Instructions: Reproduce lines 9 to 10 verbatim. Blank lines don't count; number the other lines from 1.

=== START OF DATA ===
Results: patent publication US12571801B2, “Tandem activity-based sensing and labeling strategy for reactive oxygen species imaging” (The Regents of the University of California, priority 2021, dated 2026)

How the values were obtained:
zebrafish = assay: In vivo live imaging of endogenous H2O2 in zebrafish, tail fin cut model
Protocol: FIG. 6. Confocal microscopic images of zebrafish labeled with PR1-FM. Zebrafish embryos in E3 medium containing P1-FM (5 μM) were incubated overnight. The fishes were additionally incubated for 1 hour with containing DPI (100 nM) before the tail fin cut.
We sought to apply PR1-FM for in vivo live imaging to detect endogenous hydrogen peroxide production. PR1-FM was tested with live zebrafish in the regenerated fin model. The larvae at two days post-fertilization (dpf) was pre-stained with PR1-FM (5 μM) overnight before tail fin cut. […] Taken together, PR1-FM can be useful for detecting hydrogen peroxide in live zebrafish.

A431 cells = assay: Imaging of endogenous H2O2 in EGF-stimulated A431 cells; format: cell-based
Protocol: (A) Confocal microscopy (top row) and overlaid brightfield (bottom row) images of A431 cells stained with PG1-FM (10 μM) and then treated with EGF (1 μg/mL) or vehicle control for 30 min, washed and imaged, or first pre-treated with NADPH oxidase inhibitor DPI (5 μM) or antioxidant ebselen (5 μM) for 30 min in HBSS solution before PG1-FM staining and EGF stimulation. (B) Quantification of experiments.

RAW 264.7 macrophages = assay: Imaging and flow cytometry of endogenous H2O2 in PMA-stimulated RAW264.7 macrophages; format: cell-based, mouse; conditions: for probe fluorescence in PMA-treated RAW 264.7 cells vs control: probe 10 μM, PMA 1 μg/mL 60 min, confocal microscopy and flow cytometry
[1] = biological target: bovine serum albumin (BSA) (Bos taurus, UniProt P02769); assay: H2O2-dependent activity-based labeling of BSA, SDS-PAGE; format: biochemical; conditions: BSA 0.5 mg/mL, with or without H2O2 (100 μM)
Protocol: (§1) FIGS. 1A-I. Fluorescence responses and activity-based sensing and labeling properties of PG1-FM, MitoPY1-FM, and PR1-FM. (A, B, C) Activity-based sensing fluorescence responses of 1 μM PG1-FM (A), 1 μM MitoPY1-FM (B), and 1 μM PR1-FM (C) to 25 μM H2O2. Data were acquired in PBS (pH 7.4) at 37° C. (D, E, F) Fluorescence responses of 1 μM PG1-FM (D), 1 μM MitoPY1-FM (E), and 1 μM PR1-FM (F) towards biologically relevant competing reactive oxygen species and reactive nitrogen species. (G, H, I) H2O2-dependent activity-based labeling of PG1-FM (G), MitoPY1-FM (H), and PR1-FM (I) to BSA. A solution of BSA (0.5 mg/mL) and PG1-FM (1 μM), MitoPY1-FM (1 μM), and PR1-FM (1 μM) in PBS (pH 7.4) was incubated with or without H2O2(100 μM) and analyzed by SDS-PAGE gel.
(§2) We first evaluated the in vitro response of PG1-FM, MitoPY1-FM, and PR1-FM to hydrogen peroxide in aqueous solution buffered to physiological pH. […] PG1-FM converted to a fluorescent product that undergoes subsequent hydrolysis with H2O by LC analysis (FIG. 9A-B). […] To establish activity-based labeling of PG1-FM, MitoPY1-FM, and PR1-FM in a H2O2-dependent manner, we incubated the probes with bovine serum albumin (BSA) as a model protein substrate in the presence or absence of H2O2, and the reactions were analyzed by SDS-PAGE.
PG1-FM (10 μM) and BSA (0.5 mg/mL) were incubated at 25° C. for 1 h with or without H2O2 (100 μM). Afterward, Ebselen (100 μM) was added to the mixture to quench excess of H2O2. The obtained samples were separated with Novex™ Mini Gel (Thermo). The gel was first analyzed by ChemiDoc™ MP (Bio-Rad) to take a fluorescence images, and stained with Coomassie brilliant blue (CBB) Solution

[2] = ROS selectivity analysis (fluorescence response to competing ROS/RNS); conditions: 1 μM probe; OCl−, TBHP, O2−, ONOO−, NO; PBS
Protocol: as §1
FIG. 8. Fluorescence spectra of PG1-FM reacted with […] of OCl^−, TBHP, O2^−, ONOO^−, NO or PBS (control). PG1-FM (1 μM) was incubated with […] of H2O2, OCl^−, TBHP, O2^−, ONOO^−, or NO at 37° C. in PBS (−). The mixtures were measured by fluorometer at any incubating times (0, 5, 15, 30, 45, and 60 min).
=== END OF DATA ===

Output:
[1] = biological target: bovine serum albumin (BSA) (Bos taurus, UniProt P02769); assay: H2O2-dependent activity-based labeling of BSA, SDS-PAGE; format: biochemical; conditions: BSA 0.5 mg/mL, with or without H2O2 (100 μM)
Protocol: (§1) FIGS. 1A-I. Fluorescence responses and activity-based sensing and labeling properties of PG1-FM, MitoPY1-FM, and PR1-FM. (A, B, C) Activity-based sensing fluorescence responses of 1 μM PG1-FM (A), 1 μM MitoPY1-FM (B), and 1 μM PR1-FM (C) to 25 μM H2O2. Data were acquired in PBS (pH 7.4) at 37° C. (D, E, F) Fluorescence responses of 1 μM PG1-FM (D), 1 μM MitoPY1-FM (E), and 1 μM PR1-FM (F) towards biologically relevant competing reactive oxygen species and reactive nitrogen species. (G, H, I) H2O2-dependent activity-based labeling of PG1-FM (G), MitoPY1-FM (H), and PR1-FM (I) to BSA. A solution of BSA (0.5 mg/mL) and PG1-FM (1 μM), MitoPY1-FM (1 μM), and PR1-FM (1 μM) in PBS (pH 7.4) was incubated with or without H2O2(100 μM) and analyzed by SDS-PAGE gel.